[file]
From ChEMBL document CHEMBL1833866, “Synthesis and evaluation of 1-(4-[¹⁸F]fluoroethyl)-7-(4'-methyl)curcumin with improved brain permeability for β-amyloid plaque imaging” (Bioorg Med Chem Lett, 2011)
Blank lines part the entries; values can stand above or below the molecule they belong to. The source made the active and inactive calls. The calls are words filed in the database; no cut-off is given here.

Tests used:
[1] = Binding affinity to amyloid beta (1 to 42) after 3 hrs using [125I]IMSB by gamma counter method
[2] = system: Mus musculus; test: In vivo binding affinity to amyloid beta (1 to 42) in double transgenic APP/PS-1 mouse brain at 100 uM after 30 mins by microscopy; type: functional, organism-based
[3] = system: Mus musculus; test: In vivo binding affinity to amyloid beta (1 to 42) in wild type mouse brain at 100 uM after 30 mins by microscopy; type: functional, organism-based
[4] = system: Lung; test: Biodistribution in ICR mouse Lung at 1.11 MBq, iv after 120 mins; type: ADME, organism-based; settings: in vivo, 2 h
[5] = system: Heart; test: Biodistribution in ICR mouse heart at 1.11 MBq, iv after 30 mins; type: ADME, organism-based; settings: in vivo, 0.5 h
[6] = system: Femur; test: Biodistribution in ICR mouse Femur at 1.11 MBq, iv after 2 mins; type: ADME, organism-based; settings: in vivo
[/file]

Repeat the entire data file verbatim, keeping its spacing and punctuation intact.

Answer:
From ChEMBL document CHEMBL1833866, “Synthesis and evaluation of 1-(4-[¹⁸F]fluoroethyl)-7-(4'-methyl)curcumin with improved brain permeability for β-amyloid plaque imaging” (Bioorg Med Chem Lett, 2011)
Blank lines part the entries; values can stand above or below the molecule they belong to. The source made the active and inactive calls. The calls are words filed in the database; no cut-off is given here.

Tests used:
[1] = Binding affinity to amyloid beta (1 to 42) after 3 hrs using [125I]IMSB by gamma counter method
[2] = system: Mus musculus; test: In vivo binding affinity to amyloid beta (1 to 42) in double transgenic APP/PS-1 mouse brain at 100 uM after 30 mins by microscopy; type: functional, organism-based
[3] = system: Mus musculus; test: In vivo binding affinity to amyloid beta (1 to 42) in wild type mouse brain at 100 uM after 30 mins by microscopy; type: functional, organism-based
[4] = system: Lung; test: Biodistribution in ICR mouse Lung at 1.11 MBq, iv after 120 mins; type: ADME, organism-based; settings: in vivo, 2 h
[5] = system: Heart; test: Biodistribution in ICR mouse heart at 1.11 MBq, iv after 30 mins; type: ADME, organism-based; settings: in vivo, 0.5 h
[6] = system: Femur; test: Biodistribution in ICR mouse Femur at 1.11 MBq, iv after 2 mins; type: ADME, organism-based; settings: in vivo